- All imperialist ‘humanitarian interventions’ are political, with the single aim of advancing the geopolitical hegemony of US imperialism. Otherwise we would have witnessed, if not US military action, at least forthright condemnation of Israel, as it massacred over 2,000 Palestinians in Gaza.
- Sections of the left that tail the latest ‘humanitarian’ intervention end up supporting the bombing of pro-Assad forces, including Iranian Revolutionary guards one year and the bombing of Assad’s opponents the next, as ground troops supported by Iranian Revolutionary Guards help Iraqi forces to recapture Shia towns.
- Every military intervention, ‘humanitarian’ or otherwise, brings new recruits into the ranks of the jihadists. Anyone in doubt should look at events in Afghanistan and how US bombing increased support for the Taliban.
One of the revolutionary left’s most important tasks in the current situation is to point to the fallacy of ‘humanitarian intervention’, while avoiding the short-sighted, opportunistic politics of falling behind this or that Arab/Middle Eastern state or Islamic opposition (‘moderate’ or jihadist, from the Muslim Brotherhood in Egypt to Al Nasr in Syria). This sort of politics continues to discredit the international left in the Middle East, and play into the hands of the religious fundamentalists.
The Americans and their new regional ally, Iran’s Islamic Republic, hope the removal of the much hated Maliki and the coming to power of the ‘moderate’ al-Abadi will improve relations with Sunni tribes. However, as late as August 30, Sheikh Ali al-Hatim of the Dulaim tribe was urging fellow Sunni leaders to withdraw from talks to form a new government. Hatim also called on the Sunni authorities to clamp down on Shi’ite militias.
Faced with the horrors inflicted by the IS, there was some confusion amongst the left in the imperialist countries. However, the answers remain simple and straightforward. For example: in 2007 Hopi pointed out, in opposition to the line adopted by the Stop the War Coalition leadership, that threats of war against Iran do not mean us we side with a reactionary religious state.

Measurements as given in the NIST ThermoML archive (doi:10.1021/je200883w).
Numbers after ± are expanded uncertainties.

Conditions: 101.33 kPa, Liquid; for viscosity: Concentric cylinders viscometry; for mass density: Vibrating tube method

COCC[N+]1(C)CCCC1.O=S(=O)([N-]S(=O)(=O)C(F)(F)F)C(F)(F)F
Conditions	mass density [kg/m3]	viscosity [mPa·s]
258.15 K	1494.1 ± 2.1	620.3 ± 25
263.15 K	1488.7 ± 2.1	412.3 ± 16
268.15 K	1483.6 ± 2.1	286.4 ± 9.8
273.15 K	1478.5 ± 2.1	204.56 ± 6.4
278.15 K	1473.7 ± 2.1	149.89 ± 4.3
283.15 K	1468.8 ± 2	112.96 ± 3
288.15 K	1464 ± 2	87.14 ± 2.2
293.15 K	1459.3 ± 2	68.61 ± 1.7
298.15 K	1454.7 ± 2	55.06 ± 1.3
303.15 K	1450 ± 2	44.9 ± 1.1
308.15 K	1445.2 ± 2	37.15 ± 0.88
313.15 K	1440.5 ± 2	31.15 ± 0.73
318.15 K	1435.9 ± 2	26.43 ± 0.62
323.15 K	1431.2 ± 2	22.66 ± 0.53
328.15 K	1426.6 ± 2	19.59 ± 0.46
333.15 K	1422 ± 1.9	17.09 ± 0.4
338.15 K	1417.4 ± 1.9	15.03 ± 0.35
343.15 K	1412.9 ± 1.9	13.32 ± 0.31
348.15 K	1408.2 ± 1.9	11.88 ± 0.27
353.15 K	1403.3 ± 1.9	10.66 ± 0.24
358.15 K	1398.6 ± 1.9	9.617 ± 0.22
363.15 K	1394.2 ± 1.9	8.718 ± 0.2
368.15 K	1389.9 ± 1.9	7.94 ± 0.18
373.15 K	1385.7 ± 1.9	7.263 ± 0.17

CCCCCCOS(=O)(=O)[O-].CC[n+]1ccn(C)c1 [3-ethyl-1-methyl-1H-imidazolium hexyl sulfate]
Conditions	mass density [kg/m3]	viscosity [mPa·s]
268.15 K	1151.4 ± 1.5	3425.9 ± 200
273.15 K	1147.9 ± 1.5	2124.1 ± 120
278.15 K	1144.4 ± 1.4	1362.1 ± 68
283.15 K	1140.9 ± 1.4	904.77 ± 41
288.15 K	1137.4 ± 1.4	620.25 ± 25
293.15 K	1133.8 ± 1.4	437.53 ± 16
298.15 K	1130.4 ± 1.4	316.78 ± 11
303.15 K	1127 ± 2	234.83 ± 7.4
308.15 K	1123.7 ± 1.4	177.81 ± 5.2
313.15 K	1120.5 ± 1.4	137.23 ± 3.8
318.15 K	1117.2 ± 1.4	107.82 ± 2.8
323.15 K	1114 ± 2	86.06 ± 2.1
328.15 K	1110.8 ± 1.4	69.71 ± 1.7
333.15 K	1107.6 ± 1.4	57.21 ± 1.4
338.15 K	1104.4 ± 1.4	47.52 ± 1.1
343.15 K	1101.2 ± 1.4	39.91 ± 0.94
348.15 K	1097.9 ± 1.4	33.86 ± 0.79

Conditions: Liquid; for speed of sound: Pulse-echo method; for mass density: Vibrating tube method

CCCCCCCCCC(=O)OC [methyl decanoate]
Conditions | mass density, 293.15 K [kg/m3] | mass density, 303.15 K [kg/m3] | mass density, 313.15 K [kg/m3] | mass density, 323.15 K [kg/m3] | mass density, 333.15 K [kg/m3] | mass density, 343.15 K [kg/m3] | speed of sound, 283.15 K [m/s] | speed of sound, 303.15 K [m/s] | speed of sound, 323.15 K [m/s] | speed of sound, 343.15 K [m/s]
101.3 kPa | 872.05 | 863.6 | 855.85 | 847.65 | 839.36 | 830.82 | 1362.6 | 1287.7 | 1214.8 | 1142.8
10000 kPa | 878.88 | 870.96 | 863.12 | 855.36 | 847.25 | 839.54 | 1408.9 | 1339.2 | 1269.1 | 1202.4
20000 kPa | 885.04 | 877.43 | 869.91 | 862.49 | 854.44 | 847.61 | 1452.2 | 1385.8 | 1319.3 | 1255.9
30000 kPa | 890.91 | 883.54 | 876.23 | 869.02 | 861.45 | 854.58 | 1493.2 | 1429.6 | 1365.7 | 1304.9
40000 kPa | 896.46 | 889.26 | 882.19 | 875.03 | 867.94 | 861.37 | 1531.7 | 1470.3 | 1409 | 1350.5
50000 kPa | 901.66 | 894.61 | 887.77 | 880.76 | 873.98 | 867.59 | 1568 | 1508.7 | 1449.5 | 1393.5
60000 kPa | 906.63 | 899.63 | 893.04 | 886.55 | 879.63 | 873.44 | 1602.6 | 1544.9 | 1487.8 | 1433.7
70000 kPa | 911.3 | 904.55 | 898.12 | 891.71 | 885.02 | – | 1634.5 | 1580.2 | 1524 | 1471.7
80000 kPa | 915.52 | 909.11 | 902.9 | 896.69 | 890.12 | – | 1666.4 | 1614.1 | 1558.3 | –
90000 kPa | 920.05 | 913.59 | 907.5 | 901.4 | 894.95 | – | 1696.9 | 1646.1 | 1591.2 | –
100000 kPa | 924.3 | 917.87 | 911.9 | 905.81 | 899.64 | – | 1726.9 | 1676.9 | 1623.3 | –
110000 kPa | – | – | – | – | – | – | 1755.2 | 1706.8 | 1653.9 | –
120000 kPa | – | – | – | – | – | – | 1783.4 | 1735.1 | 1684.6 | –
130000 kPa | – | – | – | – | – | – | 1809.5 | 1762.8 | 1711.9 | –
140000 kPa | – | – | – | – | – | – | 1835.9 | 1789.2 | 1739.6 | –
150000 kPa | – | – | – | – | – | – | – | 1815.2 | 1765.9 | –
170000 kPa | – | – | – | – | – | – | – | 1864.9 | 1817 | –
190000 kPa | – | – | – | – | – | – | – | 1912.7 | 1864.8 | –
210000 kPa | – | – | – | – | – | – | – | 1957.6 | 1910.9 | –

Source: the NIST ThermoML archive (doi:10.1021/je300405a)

In 2012, during the Arab spring, Hopi said warned that, while in Egypt the departure of Hosni Mubarak was a cause for celebration, in the absence of any viable leftwing alternative, the neoliberal economics of the Muslim Brotherhood’s, and by the imposition of aspects of Sharia law, would be a disaster. We rejected claims about the allegedly progressive and anti-imperialist nature of the MB and warned against calling for a vote for it.
We were also against the military coup in Egypt in the summer of 2013, which sections of the left at first giddily supported.
And we opposed US military intervention in Syria. Foreign interventions in that country from Iran and Russia on the side of the Syrian dictator, and from Saudi Arabia and Qatar in support of Al Nasr, Isis and the Free Syrian army, paved the way for subsequent disasters.
We repeat the warnings again. The Middle East has a complicated history, compounded by arbitrary borders drawn up by the colonial powers. It has seen imperialist interventions throughout the last century. Only one position that has stood the test of time:
- No to social-imperialist calls in for ‘humanitarian’ intervention!
- No ‘critical support’ to this or that regional dictator or Islamist group (‘moderate’ or otherwise)
- Stand alongside those sections of the working class movement that have not been tainted by either social-imperialism or false anti-imperialism. do not be fooled: there are no short cuts, no easy solutions.